Known to many as the "only real saloon" in the Memphis's Germantown area, the Forest Hill Grill (the former Belmont Grill) is a great gathering spot for comfort food among family and friends. This pub-style venue serves daily lunch specials from their award winning burgers and steaks to fried chicken and turkey pot roast. Thankfully, the new owner is still serving the infamous Belmont burger, a regular winner in the 'best hamburger' category in the Memphis Magazine Readers Poll. This is a spot filled with characters; on any given night, it seems the bartenders have antennae, as they're pouring favorites as regulars shuffle in.
This Kosher deli / bagel shop / restaurant has been a staple in Germantown and East Memphis, with a steady stream of patrons from breakfast through lunch. The tables are crammed into the space, but few care, as most folks in this true neighborhood favorite know each other already; if you don't know your neighbors at the next table, trust us when we tell you that you will by the end of the meal. Huge omelets and potato skillets are the breakfast specialty (of course bagels are, too) and the sandwiches and wraps at lunch come with pasta salad, potato salad, coleslaw or chips. We're especially fond of the turkey melt, which is stuffed full of mushrooms and green peppers on top of the turkey and cheese, with a tangy honey mustard giving it a bit of a sweet finish.
Petra Cafe is one of Germantown's best-kept secrets, although those in the know crowd into the tiny restaurant at both lunch and dinner. Petra offers traditional Mediterranean and Middle Easten food, from beef and lamb gyros to falafel, taboulleh, hummus and kabobs, and an array of paninis with a Mediterranean influence. There are also more traditional American-style offerings on the expansive menu, from Philly cheese steak and club sandwiches. If you're a gyro person, you won't be disappointed; the gyros at Petra are rather large and could easily be shared by two, with a Greek salad to complete the meal.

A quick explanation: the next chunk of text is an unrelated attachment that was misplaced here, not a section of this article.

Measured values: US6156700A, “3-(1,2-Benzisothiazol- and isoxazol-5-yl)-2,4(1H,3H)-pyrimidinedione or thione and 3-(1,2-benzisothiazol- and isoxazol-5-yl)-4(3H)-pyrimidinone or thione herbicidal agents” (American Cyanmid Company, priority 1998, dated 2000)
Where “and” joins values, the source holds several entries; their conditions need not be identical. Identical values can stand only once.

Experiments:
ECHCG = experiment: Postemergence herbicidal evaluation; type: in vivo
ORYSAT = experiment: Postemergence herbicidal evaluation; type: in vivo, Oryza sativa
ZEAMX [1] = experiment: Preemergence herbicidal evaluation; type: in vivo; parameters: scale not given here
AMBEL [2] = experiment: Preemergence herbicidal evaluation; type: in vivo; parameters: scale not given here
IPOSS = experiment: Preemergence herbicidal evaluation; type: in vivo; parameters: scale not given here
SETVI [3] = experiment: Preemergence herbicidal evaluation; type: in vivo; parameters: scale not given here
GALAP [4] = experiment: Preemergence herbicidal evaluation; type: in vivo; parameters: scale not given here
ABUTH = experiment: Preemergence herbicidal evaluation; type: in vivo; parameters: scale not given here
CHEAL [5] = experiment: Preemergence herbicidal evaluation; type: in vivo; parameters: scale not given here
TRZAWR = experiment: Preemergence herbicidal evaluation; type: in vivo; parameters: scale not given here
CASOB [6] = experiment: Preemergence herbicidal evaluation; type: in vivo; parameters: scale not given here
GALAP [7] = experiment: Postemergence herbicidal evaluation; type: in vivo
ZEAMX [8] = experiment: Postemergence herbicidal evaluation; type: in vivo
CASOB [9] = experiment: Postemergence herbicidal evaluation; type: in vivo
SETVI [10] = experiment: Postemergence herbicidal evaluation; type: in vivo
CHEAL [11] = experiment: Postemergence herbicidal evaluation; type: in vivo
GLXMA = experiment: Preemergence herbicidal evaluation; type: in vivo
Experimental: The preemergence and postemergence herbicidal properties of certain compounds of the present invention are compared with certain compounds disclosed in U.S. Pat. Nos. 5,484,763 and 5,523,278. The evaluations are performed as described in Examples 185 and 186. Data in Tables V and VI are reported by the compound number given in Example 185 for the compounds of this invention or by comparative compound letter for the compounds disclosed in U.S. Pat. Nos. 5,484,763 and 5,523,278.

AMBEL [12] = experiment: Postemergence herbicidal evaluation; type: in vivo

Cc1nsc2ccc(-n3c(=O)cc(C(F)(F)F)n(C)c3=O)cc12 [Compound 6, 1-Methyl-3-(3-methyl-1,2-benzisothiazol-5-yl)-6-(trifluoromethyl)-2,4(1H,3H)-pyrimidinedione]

Fish served up just about every way a Southerner would like it is the focus of Soul Fish, originally a Cooper Young eatery that's branching out east with the Germantown location and a fall 2013 opening in East Memphis. The restaurant boasts a homey atmosphere and truly the best fried catfish we've ever had; it also comes blackened, and is served in baskets or atop salads. Most entrees are served up with fries, hushpuppies and slaw, although vegetables are available as well. Chicken and pork also get their due here, and the smoked chicken salad has loads of shredded meat on it.
Since 1985, the Correale family has served up a taste of New York Italian in their little Germantown restaurant, in its present location since 1987. It started as a small pizzeria serving calzones, stromboli, and more; when they made the move to Kirby Parkway, the menu expanded to include traditional pasta dishes passed down through the family. The current chef trained in New York and the Abruzzi region of Italy, and the food is simple yet incredibly authentic. The atmosphere at Brooklyn Bridge does feel like a family home, as tables are close and you can't help but engage with others around the restaurant. This is casual Italian at its very best.